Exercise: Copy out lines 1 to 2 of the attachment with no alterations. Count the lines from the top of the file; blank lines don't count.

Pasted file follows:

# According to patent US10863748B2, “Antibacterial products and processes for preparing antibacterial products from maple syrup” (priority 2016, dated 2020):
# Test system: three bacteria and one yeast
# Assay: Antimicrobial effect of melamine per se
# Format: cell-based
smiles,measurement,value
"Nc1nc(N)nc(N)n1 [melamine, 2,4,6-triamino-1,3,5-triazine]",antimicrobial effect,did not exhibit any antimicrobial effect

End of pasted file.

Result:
# According to patent US10863748B2, “Antibacterial products and processes for preparing antibacterial products from maple syrup” (priority 2016, dated 2020):
# Test system: three bacteria and one yeast